Objective: To examine the yield of radiographic abnormalities in a population based set of perinatal deaths, the diagnostic value of whole body postmortem radiographs in the same set, and previous factors that may increase the proportion of useful examinations.
Design: Retrospective population based study.
Setting: A region of Norway.
Patients: All infants from a well defined geographical area who were stillborn or had died soon after birth over an 11 year period (n=542), who had routinely undergone whole body radiography and autopsy.
Main outcome measures: (a) Proportion of cases with abnormal radiographic findings. (b) Proportion of abnormal radiographs providing new information that was useful for postmortem diagnosis.
Results: Radiographs were abnormal in 162/542 cases (30%). These provided new information about, but did not help to confirm, the pathological process leading to death in 14/162 (8.6%), may have helped to confirm, but not establish, the cause(s) of death in 1/162 (0.6%), and were of vital importance for establishing the cause(s) of death in 5/162 (3.1%). Among infants with external malformations, the proportion of useful radiographs was 12/100 (12%), and among the remainder it was 8/436 (1.8%), a difference of 10.2% (95% confidence interval 3.7% to 16.7%; data missing for six cases).
Conclusions: The diagnostic value of postmortem radiography in this population based set was low. However, radiographic findings were of vital importance for establishing the cause(s) of death in 5/542 cases (0.9%).
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Postmortem examinations of infants who die in the perinatal period are important for establishing the causes of death and likelihood of recurrence.1 This is important for family planning and also forms the basis for epidemiological surveillance. In the postmortem diagnostic process, whole body radiography is essential for diagnosing skeletal dysplasias.2,3 Previous studies of postmortem radiography have reported the yield of abnormal radiographic findings in case series, but not in population based series, and have seldom explicitly assessed the clinical value of the findings.2–7 Consequently, the value of radiographic screening is disputed.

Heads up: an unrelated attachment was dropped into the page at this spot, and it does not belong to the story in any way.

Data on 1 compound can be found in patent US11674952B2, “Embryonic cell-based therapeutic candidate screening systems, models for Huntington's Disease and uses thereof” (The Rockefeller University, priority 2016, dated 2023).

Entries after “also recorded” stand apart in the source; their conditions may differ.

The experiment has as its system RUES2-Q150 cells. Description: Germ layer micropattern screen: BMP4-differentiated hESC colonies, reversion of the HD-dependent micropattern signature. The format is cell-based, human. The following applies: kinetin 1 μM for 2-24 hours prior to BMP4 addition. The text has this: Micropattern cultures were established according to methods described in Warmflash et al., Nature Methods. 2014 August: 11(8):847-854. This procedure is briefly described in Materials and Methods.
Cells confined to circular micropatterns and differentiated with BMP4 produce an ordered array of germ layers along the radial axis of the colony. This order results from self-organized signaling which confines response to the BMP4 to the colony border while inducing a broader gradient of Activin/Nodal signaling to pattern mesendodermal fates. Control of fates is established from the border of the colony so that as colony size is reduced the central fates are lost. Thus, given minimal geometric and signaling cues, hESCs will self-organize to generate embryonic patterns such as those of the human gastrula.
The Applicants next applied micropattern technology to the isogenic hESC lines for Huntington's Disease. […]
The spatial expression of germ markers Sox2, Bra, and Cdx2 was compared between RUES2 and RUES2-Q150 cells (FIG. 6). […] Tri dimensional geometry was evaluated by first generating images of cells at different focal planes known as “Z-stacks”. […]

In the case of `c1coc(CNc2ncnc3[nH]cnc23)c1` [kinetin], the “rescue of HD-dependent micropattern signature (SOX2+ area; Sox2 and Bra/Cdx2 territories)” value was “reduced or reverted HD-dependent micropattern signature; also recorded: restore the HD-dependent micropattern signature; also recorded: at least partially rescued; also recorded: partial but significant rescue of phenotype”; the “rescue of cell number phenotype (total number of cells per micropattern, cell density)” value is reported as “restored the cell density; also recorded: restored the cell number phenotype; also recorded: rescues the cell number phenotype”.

Our aims were to (a) examine the yield of radiographic findings in a population based set of perinatal deaths in which routine whole body radiography had been performed, (b) retrospectively assess the value of these findings in establishing the cause(s) of death, based on a clear cut scoring system, and (c) identify previous factors that may increase the likelihood of obtaining a useful score.
SUBJECTS AND METHODS
Over the study period from January 1988 to December 1998 all perinatal deaths from 16 weeks gestation to one week after birth, except induced abortions on non-medical indications, were routinely autopsied in our institution. Pathologists also radiographed all the infants using a Faxitron apparatus, fine grain films, and a low kV technique, by a standardised procedure.2 Two films were taken in the anteroposterior projection with the infant supine on the film, extremities extended; one film was to depict the axial skeleton, and the other to depict the extremities. A lateral radiograph was also taken with the infant lying on the film in the decubitus position. Paediatric radiologists reported on all the radiographs.
A total of 1024 infants were examined over the study period. We constructed a population based set by including only infants of mothers residing in our local hospital area at the time of perinatal death (n=542). Our hospital has the only maternity clinic and perinatal pathology unit in this area. Inclusion of subjects was based on recordings directly from consecutive autopsy protocols. According to The Medical Birth Registry of Norway, in the same area and time period, there were 777 perinatal deaths, but this figure also included abortions on non-medical indications. Over the study period, three cases from our institution were referred to other hospitals and subsequently, after induced abortion, were autopsied there.
A perinatal pathologist (HM-M) recorded the following information from the autopsy reports: sex, mode of death, main autopsy findings, and final diagnoses. Of the 542 subjects, 200 (37%) were female, 336 (62%) were male, and six (1%) were of unknown or uncertain sex. The male to female ratio in our sample was 1.68; the ratio was 1.46 for the whole population of still and live births from 16 to 27 weeks gestation in Norway over the period 1967–1998 (Medical Birth Registry of Norway8). Of the 542 cases, 389 (72%) had died in utero, 81 (15%) were induced abortions, 61 (11%) died in the early neonatal period (within one week of birth), and 11 (2.0%) were unknown. The Medical Birth Registry of Norway, which is based on mandatory reporting, provided the date of the first day of the last menstrual period. Gestational age was calculated as number of days from this date to the date of death. Mean (SD) gestational age was 24.6 (7.6) weeks.